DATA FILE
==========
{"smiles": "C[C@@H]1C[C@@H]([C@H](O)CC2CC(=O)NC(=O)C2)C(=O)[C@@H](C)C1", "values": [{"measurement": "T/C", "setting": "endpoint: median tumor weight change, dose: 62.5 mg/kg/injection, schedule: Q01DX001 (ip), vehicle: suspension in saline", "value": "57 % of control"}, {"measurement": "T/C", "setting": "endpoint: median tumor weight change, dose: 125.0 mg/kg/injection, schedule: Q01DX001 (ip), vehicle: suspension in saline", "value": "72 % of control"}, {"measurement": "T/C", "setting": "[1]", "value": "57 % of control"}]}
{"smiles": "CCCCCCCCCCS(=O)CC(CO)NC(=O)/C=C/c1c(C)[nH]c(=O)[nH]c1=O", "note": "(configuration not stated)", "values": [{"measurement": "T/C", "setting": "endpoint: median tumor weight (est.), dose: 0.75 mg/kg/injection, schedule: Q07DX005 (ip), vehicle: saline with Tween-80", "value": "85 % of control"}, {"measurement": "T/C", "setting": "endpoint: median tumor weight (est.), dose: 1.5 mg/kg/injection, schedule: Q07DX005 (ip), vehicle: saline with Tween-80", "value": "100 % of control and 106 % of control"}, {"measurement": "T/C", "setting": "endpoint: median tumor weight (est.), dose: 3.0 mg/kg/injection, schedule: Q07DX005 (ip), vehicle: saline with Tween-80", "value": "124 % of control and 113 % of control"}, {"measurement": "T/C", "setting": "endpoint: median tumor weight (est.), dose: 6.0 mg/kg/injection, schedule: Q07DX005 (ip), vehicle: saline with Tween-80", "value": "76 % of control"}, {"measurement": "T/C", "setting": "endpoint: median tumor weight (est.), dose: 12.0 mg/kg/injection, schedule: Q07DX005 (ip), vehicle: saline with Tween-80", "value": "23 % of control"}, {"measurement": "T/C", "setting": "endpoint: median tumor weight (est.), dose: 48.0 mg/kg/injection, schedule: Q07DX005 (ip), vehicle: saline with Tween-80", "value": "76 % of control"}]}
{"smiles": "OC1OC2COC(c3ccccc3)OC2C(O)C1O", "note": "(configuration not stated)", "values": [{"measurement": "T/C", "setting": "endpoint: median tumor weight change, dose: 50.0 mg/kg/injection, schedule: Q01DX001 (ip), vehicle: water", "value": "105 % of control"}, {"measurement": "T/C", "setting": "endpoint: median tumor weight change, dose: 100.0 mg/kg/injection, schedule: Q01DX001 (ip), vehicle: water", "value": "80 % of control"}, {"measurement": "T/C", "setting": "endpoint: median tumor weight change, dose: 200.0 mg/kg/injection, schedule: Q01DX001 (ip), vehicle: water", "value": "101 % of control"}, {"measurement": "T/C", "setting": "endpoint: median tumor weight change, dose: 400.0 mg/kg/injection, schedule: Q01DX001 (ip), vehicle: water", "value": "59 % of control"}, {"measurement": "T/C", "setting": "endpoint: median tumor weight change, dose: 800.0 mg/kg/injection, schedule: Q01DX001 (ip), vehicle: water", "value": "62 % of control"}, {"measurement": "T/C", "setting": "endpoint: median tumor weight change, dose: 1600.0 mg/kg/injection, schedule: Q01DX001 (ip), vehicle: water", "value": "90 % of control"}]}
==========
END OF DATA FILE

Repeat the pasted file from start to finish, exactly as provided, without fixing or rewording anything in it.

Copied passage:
{"smiles": "C[C@@H]1C[C@@H]([C@H](O)CC2CC(=O)NC(=O)C2)C(=O)[C@@H](C)C1", "values": [{"measurement": "T/C", "setting": "endpoint: median tumor weight change, dose: 62.5 mg/kg/injection, schedule: Q01DX001 (ip), vehicle: suspension in saline", "value": "57 % of control"}, {"measurement": "T/C", "setting": "endpoint: median tumor weight change, dose: 125.0 mg/kg/injection, schedule: Q01DX001 (ip), vehicle: suspension in saline", "value": "72 % of control"}, {"measurement": "T/C", "setting": "[1]", "value": "57 % of control"}]}
{"smiles": "CCCCCCCCCCS(=O)CC(CO)NC(=O)/C=C/c1c(C)[nH]c(=O)[nH]c1=O", "note": "(configuration not stated)", "values": [{"measurement": "T/C", "setting": "endpoint: median tumor weight (est.), dose: 0.75 mg/kg/injection, schedule: Q07DX005 (ip), vehicle: saline with Tween-80", "value": "85 % of control"}, {"measurement": "T/C", "setting": "endpoint: median tumor weight (est.), dose: 1.5 mg/kg/injection, schedule: Q07DX005 (ip), vehicle: saline with Tween-80", "value": "100 % of control and 106 % of control"}, {"measurement": "T/C", "setting": "endpoint: median tumor weight (est.), dose: 3.0 mg/kg/injection, schedule: Q07DX005 (ip), vehicle: saline with Tween-80", "value": "124 % of control and 113 % of control"}, {"measurement": "T/C", "setting": "endpoint: median tumor weight (est.), dose: 6.0 mg/kg/injection, schedule: Q07DX005 (ip), vehicle: saline with Tween-80", "value": "76 % of control"}, {"measurement": "T/C", "setting": "endpoint: median tumor weight (est.), dose: 12.0 mg/kg/injection, schedule: Q07DX005 (ip), vehicle: saline with Tween-80", "value": "23 % of control"}, {"measurement": "T/C", "setting": "endpoint: median tumor weight (est.), dose: 48.0 mg/kg/injection, schedule: Q07DX005 (ip), vehicle: saline with Tween-80", "value": "76 % of control"}]}
{"smiles": "OC1OC2COC(c3ccccc3)OC2C(O)C1O", "note": "(configuration not stated)", "values": [{"measurement": "T/C", "setting": "endpoint: median tumor weight change, dose: 50.0 mg/kg/injection, schedule: Q01DX001 (ip), vehicle: water", "value": "105 % of control"}, {"measurement": "T/C", "setting": "endpoint: median tumor weight change, dose: 100.0 mg/kg/injection, schedule: Q01DX001 (ip), vehicle: water", "value": "80 % of control"}, {"measurement": "T/C", "setting": "endpoint: median tumor weight change, dose: 200.0 mg/kg/injection, schedule: Q01DX001 (ip), vehicle: water", "value": "101 % of control"}, {"measurement": "T/C", "setting": "endpoint: median tumor weight change, dose: 400.0 mg/kg/injection, schedule: Q01DX001 (ip), vehicle: water", "value": "59 % of control"}, {"measurement": "T/C", "setting": "endpoint: median tumor weight change, dose: 800.0 mg/kg/injection, schedule: Q01DX001 (ip), vehicle: water", "value": "62 % of control"}, {"measurement": "T/C", "setting": "endpoint: median tumor weight change, dose: 1600.0 mg/kg/injection, schedule: Q01DX001 (ip), vehicle: water", "value": "90 % of control"}]}